The sticky, "Fact of Life About Pointe" was actually what prompted my question because it describes the feet that shouldn't be allowed on pointe as "flat feet' but never defined what flat feet really were--so I tried to ask, "Are these flat feet??" I was told when I was a child student that I had flat feet (low instep+collapsed arches) and not worth training in the pre-pro school but as a college-age person, I feel like I've really improved them but not sure if I have changed them enough to shake the damning "flat" stamp.

My teacher told me to stretch my ankles by gentlygentlygentlyyyy tucking them under the couch. Are there additional ways to stretch ankles? 

I tried to take more pictures, which is really hard to do with a timer, haha.

left tendu: https://postimg.org/image/19mwtkhjbv/

right tendu: https://postimg.org/image/8oxxku79y3/

first/standing: https://postimg.org/image/2zpcnffz8b/

Edited by GTLS Designs
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morninglorie

Based on your first position picture, I don't think you have flat feet. 

There are a bunch of good exercises for feet mentioned in the "Toe Curling" sticky on the pointe shoes forum (e.g. doming, piano toes, pencil pulls--I highly recommend doming, it has helped me a TON). You might actually get an increase in your range of motion by getting the intrinsic muscles in your feet stronger. 

If you're willing/able to spend the money, Lisa Howell's Perfect Pointe book is an amazing resource to have. I'm currently trying to get strength back from ankle surgery last year, and a lot of the exercises in her book have been are really wonderful for re-building my ankle, foot, and toe strength. She also has some exercises for balance and turnout, which are always helpful! 

Regarding flexibility-- as I said above just strengthening your feet might help. Both my PT and Lisa Howell use a simple stretch where you sit on your feet to stretch to top of the foot/ankle. Depending on your flexibility, you can also gently pull up on your knee (or prop your knee up with a towel). It's a very gentle stretch, and you don't want to sit in it too long (I think Lisa only has you hold it for 10 seconds to begin with).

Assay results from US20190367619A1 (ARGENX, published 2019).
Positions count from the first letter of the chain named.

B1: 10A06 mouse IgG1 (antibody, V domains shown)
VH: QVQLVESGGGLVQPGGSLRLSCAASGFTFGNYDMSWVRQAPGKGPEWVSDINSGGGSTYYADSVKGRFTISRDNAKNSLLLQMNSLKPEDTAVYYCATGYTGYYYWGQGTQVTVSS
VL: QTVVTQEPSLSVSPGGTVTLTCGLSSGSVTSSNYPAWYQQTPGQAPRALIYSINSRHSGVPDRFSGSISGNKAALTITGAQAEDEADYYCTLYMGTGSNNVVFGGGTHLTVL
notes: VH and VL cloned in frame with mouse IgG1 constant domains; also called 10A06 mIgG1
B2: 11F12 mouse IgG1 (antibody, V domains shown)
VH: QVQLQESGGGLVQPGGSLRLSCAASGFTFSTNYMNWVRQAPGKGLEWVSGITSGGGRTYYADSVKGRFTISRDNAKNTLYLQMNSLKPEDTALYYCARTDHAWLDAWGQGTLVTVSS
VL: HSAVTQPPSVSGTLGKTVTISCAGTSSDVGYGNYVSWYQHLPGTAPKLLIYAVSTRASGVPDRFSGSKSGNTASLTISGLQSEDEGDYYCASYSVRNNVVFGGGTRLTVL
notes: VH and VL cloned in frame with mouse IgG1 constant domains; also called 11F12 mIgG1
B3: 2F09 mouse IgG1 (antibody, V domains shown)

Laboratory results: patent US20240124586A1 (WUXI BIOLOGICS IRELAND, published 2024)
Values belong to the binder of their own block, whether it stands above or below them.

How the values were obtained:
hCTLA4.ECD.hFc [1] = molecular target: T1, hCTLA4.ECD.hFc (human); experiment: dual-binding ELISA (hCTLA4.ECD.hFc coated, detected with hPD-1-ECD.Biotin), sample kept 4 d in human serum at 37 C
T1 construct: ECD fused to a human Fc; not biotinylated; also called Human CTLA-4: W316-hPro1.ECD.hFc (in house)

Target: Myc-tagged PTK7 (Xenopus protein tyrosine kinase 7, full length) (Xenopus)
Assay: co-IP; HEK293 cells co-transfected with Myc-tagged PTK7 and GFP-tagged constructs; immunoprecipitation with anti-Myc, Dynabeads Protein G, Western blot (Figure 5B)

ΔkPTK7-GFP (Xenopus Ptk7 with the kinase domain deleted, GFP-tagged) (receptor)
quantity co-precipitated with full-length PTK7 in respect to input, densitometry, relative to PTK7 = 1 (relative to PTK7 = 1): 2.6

All this being said, getting onto pointe will depend on your technique, strength, and teacher. 

Quote

If I read general pointe guidelines anywhere, it'll describe strong feet that articulate and roll properly--high insteps aren't mandatory but a strong flexible [bottom] arch is, the "pencil test," and various balance and strength tests. But it seems like adults aren't really held to these standards? Or maybe no one is except pros?

Ehhh, I think adults SHOULD be held to the same standards--being on pointe without having the strength, technique, or ankle flexibility is a safety issue. But some schools/teachers can be more lax about it :(  

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Coriander9

Thanks! I do my theraband exercises, releves, and rolling out religiously but the small exercise like doming or the towel grabbing thing only get done once or twice a month because I feel like 'I'm not really doing anything,' if that makes sense? Wake up call to change it up!

Funnily enough, I bought Lisa Howell's Turnout e-book yesterday. It was a little overwhelming; I know I have muscular blocking in my turnout but it's really hard to identify where it is and she has me running to the Google at every paragraph to look up a different muscle or tendon. As you probably deduced from the photos, turnout is my biggest issue (but mostly in standing and derrière positions?). My teacher has faith, saying it'll come gradually but I'm not sure I share her optimism. 

I haven't seen many detailed reviews of Pointe Perfect--would you say it's worth the money?

Thanks for your advice! very helpful :wub:

If anyone else is wondering about the book, it's $23.00 USD as an ebook on her website which is a lot cheaper than Amazon.

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arciedee

Seconding the suggestion for the Perfect Pointe book. I go back to it often. The exercises are great for building strength and flexibility in the feet. It won't work miracles, but it will make noticeable changes not only in the appearance of your feet but in stability in class.

 

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Coriander9